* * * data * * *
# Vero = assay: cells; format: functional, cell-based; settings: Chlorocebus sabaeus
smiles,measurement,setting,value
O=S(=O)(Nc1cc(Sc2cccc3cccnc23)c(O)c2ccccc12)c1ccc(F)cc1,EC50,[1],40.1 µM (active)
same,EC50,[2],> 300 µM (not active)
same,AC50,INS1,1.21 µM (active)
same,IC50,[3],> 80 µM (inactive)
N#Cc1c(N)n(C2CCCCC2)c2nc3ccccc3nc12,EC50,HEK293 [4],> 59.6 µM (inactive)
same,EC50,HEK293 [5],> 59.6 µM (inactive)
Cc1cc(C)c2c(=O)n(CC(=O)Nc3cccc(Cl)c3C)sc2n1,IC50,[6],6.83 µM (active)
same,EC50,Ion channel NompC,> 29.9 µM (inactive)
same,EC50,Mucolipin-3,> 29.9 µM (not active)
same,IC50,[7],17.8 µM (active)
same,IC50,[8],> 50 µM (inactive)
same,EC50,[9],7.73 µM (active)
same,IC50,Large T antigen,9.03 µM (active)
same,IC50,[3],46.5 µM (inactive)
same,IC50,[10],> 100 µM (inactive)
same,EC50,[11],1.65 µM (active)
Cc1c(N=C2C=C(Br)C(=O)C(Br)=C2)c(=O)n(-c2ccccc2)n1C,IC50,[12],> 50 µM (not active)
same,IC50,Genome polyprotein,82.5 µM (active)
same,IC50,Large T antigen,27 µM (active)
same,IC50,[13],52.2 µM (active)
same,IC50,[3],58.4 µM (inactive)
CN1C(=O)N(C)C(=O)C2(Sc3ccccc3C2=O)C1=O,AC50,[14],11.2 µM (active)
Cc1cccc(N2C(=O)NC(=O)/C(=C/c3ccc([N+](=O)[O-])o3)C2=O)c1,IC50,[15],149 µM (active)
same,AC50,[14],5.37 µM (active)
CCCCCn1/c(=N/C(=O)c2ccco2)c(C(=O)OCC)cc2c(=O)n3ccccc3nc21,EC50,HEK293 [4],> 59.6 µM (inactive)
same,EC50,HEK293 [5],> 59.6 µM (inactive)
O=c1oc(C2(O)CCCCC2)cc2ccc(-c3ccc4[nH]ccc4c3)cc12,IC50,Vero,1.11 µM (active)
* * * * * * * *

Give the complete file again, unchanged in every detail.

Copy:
# Vero = assay: cells; format: functional, cell-based; settings: Chlorocebus sabaeus
smiles,measurement,setting,value
O=S(=O)(Nc1cc(Sc2cccc3cccnc23)c(O)c2ccccc12)c1ccc(F)cc1,EC50,[1],40.1 µM (active)
same,EC50,[2],> 300 µM (not active)
same,AC50,INS1,1.21 µM (active)
same,IC50,[3],> 80 µM (inactive)
N#Cc1c(N)n(C2CCCCC2)c2nc3ccccc3nc12,EC50,HEK293 [4],> 59.6 µM (inactive)
same,EC50,HEK293 [5],> 59.6 µM (inactive)
Cc1cc(C)c2c(=O)n(CC(=O)Nc3cccc(Cl)c3C)sc2n1,IC50,[6],6.83 µM (active)
same,EC50,Ion channel NompC,> 29.9 µM (inactive)
same,EC50,Mucolipin-3,> 29.9 µM (not active)
same,IC50,[7],17.8 µM (active)
same,IC50,[8],> 50 µM (inactive)
same,EC50,[9],7.73 µM (active)
same,IC50,Large T antigen,9.03 µM (active)
same,IC50,[3],46.5 µM (inactive)
same,IC50,[10],> 100 µM (inactive)
same,EC50,[11],1.65 µM (active)
Cc1c(N=C2C=C(Br)C(=O)C(Br)=C2)c(=O)n(-c2ccccc2)n1C,IC50,[12],> 50 µM (not active)
same,IC50,Genome polyprotein,82.5 µM (active)
same,IC50,Large T antigen,27 µM (active)
same,IC50,[13],52.2 µM (active)
same,IC50,[3],58.4 µM (inactive)
CN1C(=O)N(C)C(=O)C2(Sc3ccccc3C2=O)C1=O,AC50,[14],11.2 µM (active)
Cc1cccc(N2C(=O)NC(=O)/C(=C/c3ccc([N+](=O)[O-])o3)C2=O)c1,IC50,[15],149 µM (active)
same,AC50,[14],5.37 µM (active)
CCCCCn1/c(=N/C(=O)c2ccco2)c(C(=O)OCC)cc2c(=O)n3ccccc3nc21,EC50,HEK293 [4],> 59.6 µM (inactive)
same,EC50,HEK293 [5],> 59.6 µM (inactive)
O=c1oc(C2(O)CCCCC2)cc2ccc(-c3ccc4[nH]ccc4c3)cc12,IC50,Vero,1.11 µM (active)